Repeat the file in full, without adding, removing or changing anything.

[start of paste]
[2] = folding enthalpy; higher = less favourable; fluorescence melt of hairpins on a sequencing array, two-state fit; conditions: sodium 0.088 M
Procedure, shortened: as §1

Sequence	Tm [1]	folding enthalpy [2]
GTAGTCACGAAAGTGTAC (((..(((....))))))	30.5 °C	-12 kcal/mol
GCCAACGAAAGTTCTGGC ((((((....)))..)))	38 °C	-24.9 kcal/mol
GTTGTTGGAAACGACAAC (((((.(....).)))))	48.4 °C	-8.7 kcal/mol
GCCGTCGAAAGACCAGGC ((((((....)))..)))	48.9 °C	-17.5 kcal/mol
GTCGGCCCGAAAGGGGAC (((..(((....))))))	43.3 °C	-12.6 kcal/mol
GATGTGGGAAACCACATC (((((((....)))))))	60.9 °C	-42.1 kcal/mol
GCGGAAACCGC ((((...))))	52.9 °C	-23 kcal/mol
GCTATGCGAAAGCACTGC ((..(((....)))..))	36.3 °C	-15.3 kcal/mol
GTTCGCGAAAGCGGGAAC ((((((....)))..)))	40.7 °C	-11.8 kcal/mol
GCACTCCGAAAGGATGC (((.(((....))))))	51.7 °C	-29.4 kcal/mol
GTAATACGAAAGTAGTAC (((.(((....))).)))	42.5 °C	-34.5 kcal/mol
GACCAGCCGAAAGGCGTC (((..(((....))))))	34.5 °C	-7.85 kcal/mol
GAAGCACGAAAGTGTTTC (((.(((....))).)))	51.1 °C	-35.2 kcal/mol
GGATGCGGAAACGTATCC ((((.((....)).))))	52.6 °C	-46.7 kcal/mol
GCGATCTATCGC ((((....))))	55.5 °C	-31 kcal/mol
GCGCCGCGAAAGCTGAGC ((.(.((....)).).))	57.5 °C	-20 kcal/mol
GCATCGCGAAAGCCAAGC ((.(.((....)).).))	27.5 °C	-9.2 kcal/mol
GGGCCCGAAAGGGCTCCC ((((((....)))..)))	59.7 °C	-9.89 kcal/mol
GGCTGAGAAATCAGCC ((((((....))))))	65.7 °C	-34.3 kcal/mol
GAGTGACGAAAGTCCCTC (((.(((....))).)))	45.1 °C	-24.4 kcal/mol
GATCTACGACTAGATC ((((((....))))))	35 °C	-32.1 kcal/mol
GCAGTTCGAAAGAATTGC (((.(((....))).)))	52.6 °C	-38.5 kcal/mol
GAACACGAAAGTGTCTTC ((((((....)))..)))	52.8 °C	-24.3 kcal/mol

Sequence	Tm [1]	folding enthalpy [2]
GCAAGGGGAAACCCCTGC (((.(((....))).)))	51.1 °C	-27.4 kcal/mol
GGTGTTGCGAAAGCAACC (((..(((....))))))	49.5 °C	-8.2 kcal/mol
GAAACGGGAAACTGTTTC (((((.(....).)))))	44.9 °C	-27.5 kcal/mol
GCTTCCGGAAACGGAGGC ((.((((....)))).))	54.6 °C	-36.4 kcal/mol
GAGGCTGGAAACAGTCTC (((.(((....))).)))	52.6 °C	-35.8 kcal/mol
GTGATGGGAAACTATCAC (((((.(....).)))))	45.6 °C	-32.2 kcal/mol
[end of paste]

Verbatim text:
[2] = folding enthalpy; higher = less favourable; fluorescence melt of hairpins on a sequencing array, two-state fit; conditions: sodium 0.088 M
Procedure, shortened: as §1

Sequence	Tm [1]	folding enthalpy [2]
GTAGTCACGAAAGTGTAC (((..(((....))))))	30.5 °C	-12 kcal/mol
GCCAACGAAAGTTCTGGC ((((((....)))..)))	38 °C	-24.9 kcal/mol
GTTGTTGGAAACGACAAC (((((.(....).)))))	48.4 °C	-8.7 kcal/mol
GCCGTCGAAAGACCAGGC ((((((....)))..)))	48.9 °C	-17.5 kcal/mol
GTCGGCCCGAAAGGGGAC (((..(((....))))))	43.3 °C	-12.6 kcal/mol
GATGTGGGAAACCACATC (((((((....)))))))	60.9 °C	-42.1 kcal/mol
GCGGAAACCGC ((((...))))	52.9 °C	-23 kcal/mol
GCTATGCGAAAGCACTGC ((..(((....)))..))	36.3 °C	-15.3 kcal/mol
GTTCGCGAAAGCGGGAAC ((((((....)))..)))	40.7 °C	-11.8 kcal/mol
GCACTCCGAAAGGATGC (((.(((....))))))	51.7 °C	-29.4 kcal/mol
GTAATACGAAAGTAGTAC (((.(((....))).)))	42.5 °C	-34.5 kcal/mol
GACCAGCCGAAAGGCGTC (((..(((....))))))	34.5 °C	-7.85 kcal/mol
GAAGCACGAAAGTGTTTC (((.(((....))).)))	51.1 °C	-35.2 kcal/mol
GGATGCGGAAACGTATCC ((((.((....)).))))	52.6 °C	-46.7 kcal/mol
GCGATCTATCGC ((((....))))	55.5 °C	-31 kcal/mol
GCGCCGCGAAAGCTGAGC ((.(.((....)).).))	57.5 °C	-20 kcal/mol
GCATCGCGAAAGCCAAGC ((.(.((....)).).))	27.5 °C	-9.2 kcal/mol
GGGCCCGAAAGGGCTCCC ((((((....)))..)))	59.7 °C	-9.89 kcal/mol
GGCTGAGAAATCAGCC ((((((....))))))	65.7 °C	-34.3 kcal/mol
GAGTGACGAAAGTCCCTC (((.(((....))).)))	45.1 °C	-24.4 kcal/mol
GATCTACGACTAGATC ((((((....))))))	35 °C	-32.1 kcal/mol
GCAGTTCGAAAGAATTGC (((.(((....))).)))	52.6 °C	-38.5 kcal/mol
GAACACGAAAGTGTCTTC ((((((....)))..)))	52.8 °C	-24.3 kcal/mol

Sequence	Tm [1]	folding enthalpy [2]
GCAAGGGGAAACCCCTGC (((.(((....))).)))	51.1 °C	-27.4 kcal/mol
GGTGTTGCGAAAGCAACC (((..(((....))))))	49.5 °C	-8.2 kcal/mol
GAAACGGGAAACTGTTTC (((((.(....).)))))	44.9 °C	-27.5 kcal/mol
GCTTCCGGAAACGGAGGC ((.((((....)))).))	54.6 °C	-36.4 kcal/mol
GAGGCTGGAAACAGTCTC (((.(((....))).)))	52.6 °C	-35.8 kcal/mol
GTGATGGGAAACTATCAC (((((.(....).)))))	45.6 °C	-32.2 kcal/mol